By Adlina Ariffin
COVID-19 is a very special and unique phenomenon that conveys different meanings to different people. Some may perceive it as a blessing while most may identify it as the greatest challenge in the present history of humankind. In whatever manner that it is being perceived, undoubtedly the pandemic is a fundamental lesson to the human race.
In its harsh yet gentle, gloomy yet sanguine manner, it has brought to the fore important questions and issues in relation to our existence on this planet. Albeit, starting as a global health crisis, after nearly two years grappling with this situation, humans realise that this major health crisis has seismic effects on other facets of our life.
Hence, we are not only confronted with the challenge to ensure our physical survival on this planet but also we are being tested in terms of our resilience in facing a disaster, our level of preparedness in facing global crisis and our strength in confronting the consequent economic, social and political crises. Based on this premise, it could be deduced that the pandemic affects the overall well-being of human life i.e. physical, social, spiritual, emotional, financial, political, etc.
How then should the recovery process from the pandemic take place? Before attempting to provide some possible solutions to this important question, let us firstly look at what had been some major actions taken in dealing with the pandemic and the repercussions.
During the initial stage of confronting this ‘alien intrusion’, scientists particularly in the biomedical and epidemiological sciences, intensified their efforts to produce new drugs, test kits, vaccines and many other innovations that would lead to the protection and longevity of the human species.
Awareness on the importance of research on communicable diseases was most apparent that within a short time, various funding agencies all over the world were providing financial assistance on such studies. For example, it is reported that as of December 2020, the Gates Foundation alone has made a total contribution of $1.75 billion on COVID-related research and the production and procurement of crucial medical supplies (Suzman, 2020).
However, these studies, which were geared on saving lives and enhancing the society’s level of preparedness in confronting the pandemic, were exclusively viewed via a biomedical lens incorporating the involvement of those in the medical sciences disciplines while ignoring the crucial roles of those in the social sciences and humanities. This issue was highlighted by Bardosh et.al (2020) where they stated that the incorporation of social sciences in such efforts was often under-funded, disintegrated and insufficient.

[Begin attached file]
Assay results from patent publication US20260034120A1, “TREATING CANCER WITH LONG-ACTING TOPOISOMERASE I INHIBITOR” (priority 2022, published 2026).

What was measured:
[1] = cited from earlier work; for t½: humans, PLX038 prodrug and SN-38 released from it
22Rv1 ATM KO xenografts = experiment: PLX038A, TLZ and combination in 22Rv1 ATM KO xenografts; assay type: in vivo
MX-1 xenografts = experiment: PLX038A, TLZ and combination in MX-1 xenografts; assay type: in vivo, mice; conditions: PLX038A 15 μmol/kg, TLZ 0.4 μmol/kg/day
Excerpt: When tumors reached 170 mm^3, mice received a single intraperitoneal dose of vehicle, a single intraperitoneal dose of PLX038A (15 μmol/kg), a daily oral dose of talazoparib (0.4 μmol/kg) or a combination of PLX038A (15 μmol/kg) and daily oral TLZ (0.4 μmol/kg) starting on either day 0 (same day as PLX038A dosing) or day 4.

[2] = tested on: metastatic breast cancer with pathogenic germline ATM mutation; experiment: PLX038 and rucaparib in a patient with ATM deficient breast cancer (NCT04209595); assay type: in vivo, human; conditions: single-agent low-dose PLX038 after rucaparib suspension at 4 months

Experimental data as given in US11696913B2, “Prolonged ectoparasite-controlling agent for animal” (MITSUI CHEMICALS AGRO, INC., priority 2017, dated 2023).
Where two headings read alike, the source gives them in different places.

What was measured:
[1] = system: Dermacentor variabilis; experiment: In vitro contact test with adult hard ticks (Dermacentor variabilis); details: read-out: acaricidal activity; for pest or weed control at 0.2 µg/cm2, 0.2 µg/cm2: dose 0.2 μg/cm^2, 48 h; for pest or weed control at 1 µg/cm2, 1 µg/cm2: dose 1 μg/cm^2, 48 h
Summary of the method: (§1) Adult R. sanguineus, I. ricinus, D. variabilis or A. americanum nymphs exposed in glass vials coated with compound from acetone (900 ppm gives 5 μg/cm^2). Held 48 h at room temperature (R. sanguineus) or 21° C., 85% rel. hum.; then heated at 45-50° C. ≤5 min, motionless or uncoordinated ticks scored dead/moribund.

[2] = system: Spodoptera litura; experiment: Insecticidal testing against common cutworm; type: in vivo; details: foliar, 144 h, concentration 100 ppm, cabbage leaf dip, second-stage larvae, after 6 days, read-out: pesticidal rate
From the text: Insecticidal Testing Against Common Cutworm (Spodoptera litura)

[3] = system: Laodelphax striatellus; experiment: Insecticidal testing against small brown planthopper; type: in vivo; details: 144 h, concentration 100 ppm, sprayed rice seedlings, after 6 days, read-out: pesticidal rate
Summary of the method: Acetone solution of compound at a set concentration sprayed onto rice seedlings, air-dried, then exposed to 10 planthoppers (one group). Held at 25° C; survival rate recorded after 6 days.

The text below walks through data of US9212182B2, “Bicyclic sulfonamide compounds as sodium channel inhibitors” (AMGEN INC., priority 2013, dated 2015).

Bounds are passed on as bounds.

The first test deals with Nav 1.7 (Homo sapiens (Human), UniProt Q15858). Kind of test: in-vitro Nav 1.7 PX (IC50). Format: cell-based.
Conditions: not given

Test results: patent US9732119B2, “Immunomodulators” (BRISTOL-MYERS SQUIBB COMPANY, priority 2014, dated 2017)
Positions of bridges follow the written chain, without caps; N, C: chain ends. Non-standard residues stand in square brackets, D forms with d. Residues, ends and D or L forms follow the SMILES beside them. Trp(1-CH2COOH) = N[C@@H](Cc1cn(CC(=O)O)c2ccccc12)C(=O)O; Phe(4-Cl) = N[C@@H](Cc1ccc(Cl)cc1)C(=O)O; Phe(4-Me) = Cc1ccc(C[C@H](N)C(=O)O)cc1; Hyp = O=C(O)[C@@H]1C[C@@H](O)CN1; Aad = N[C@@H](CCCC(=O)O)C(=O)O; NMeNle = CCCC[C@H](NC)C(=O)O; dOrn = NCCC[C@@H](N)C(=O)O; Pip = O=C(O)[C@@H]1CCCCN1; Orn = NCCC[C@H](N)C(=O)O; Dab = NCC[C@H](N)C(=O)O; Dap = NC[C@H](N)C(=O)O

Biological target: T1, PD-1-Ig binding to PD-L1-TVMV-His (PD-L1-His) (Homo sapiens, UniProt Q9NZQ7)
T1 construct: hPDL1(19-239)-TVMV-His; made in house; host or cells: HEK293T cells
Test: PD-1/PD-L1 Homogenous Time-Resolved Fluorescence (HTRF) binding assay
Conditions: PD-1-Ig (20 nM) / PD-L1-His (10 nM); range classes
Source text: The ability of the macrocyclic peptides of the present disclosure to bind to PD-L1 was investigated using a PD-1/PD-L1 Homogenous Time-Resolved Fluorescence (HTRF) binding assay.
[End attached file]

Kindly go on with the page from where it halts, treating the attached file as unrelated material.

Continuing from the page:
The need for an integration of social sciences and humanities in confronting the emergencies during the pandemic becomes more apparent if we were to look at issues that emerged due to the measures taken in curbing the spread of the virus. It had been reported that the restriction of movement order had seen an upsurge in various social issues such as mental health, suicidal, divorce and abuse cases. For instance, according to Savage (2020), divorce rates and pandemic-induced break ups had skyrocketed all over the world and may not even peaked yet.
Not only that, the lockdowns had also seen the closure of schools and a sudden exodus from face-to-face education to online education. Furthermore, the pandemic had also led to heavy reliance on technology for communication purposes especially in social networking and various sectors of the industry. Unfortunately, such reliance had created social dilemmas due to the technological divide between the haves and the have-nots in the society, and also educational inequality among the pupils.
These are just some of the issues. Other complex and intricate social challenges brought about by the pandemic were trust issues on the disseminated information such as misinformation and trustworthiness of information; suitability, acceptability and implementation of laws; societal norms and human behaviour; stigmatisation and discrimination; geopolitics impacts, and the unintended consequences of interventions.
So, going back to the earlier question, how then should the recovery process from the pandemic take place? Looking at all the social issues brought up earlier, it is most obvious that the road to recovery from the pandemic does require a more wholistic, multi-faceted approach which will witness a strong incorporation and collaboration between the sciences and social sciences.
Strategies to rebuild the nation post-pandemic should not be treated as technical fixes which marginalise the contribution of social sciences and humanities. Instead, such strategies or efforts must place social sciences and humanities at the forefront to strategically build core capacities and competencies of societies to rebound and gather their strength. This could be achieved via holistic and concerted engagements of diverse human communities in experiencing and negotiating within their unique social, cultural, historical, economic and political realms for the eventual survival of humanity.
As aptly mentioned by the Dalai Lama,
“As human beings, we all share the same sorrows, the same hopes, the same potential. The COVID-19 pandemic has reminded us how interdependent we are: what happens to one person can soon affect many others, even on the far side of our planet.” ***
(Dr. Adlina Ariffin is an Associate Professor at Department of English Language and Literature, KIRKHS. She currently serves as Deputy Director, Research Management Centre, IIUM. The views expressed here are those of the author/contributor and do not necessarily represent the views of IIUMToday.)